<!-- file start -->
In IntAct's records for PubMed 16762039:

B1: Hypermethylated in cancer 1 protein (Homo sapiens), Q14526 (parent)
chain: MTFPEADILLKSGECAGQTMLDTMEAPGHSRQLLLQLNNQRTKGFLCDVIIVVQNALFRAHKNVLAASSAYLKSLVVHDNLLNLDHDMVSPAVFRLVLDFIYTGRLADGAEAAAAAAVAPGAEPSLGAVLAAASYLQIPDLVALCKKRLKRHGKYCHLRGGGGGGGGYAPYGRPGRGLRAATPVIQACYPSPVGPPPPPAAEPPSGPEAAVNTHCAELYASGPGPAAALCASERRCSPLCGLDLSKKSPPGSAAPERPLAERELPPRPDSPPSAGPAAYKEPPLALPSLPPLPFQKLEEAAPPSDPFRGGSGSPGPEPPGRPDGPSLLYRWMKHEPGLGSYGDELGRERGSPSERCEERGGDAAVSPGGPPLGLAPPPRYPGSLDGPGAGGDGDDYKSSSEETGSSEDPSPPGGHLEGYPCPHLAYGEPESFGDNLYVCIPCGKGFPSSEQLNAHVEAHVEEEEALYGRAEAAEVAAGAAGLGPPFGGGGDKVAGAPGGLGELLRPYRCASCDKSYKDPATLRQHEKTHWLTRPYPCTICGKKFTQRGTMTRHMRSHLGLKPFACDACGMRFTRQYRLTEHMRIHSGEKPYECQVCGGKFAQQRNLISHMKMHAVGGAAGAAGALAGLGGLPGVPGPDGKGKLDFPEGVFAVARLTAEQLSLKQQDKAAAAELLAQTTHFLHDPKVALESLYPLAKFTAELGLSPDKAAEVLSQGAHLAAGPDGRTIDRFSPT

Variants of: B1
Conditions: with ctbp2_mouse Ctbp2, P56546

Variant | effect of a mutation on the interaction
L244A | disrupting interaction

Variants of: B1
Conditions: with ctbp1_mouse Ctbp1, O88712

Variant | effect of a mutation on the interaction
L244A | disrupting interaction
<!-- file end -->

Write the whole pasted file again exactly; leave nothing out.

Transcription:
In IntAct's records for PubMed 16762039:

B1: Hypermethylated in cancer 1 protein (Homo sapiens), Q14526 (parent)
chain: MTFPEADILLKSGECAGQTMLDTMEAPGHSRQLLLQLNNQRTKGFLCDVIIVVQNALFRAHKNVLAASSAYLKSLVVHDNLLNLDHDMVSPAVFRLVLDFIYTGRLADGAEAAAAAAVAPGAEPSLGAVLAAASYLQIPDLVALCKKRLKRHGKYCHLRGGGGGGGGYAPYGRPGRGLRAATPVIQACYPSPVGPPPPPAAEPPSGPEAAVNTHCAELYASGPGPAAALCASERRCSPLCGLDLSKKSPPGSAAPERPLAERELPPRPDSPPSAGPAAYKEPPLALPSLPPLPFQKLEEAAPPSDPFRGGSGSPGPEPPGRPDGPSLLYRWMKHEPGLGSYGDELGRERGSPSERCEERGGDAAVSPGGPPLGLAPPPRYPGSLDGPGAGGDGDDYKSSSEETGSSEDPSPPGGHLEGYPCPHLAYGEPESFGDNLYVCIPCGKGFPSSEQLNAHVEAHVEEEEALYGRAEAAEVAAGAAGLGPPFGGGGDKVAGAPGGLGELLRPYRCASCDKSYKDPATLRQHEKTHWLTRPYPCTICGKKFTQRGTMTRHMRSHLGLKPFACDACGMRFTRQYRLTEHMRIHSGEKPYECQVCGGKFAQQRNLISHMKMHAVGGAAGAAGALAGLGGLPGVPGPDGKGKLDFPEGVFAVARLTAEQLSLKQQDKAAAAELLAQTTHFLHDPKVALESLYPLAKFTAELGLSPDKAAEVLSQGAHLAAGPDGRTIDRFSPT

Variants of: B1
Conditions: with ctbp2_mouse Ctbp2, P56546

Variant | effect of a mutation on the interaction
L244A | disrupting interaction

Variants of: B1
Conditions: with ctbp1_mouse Ctbp1, O88712

Variant | effect of a mutation on the interaction
L244A | disrupting interaction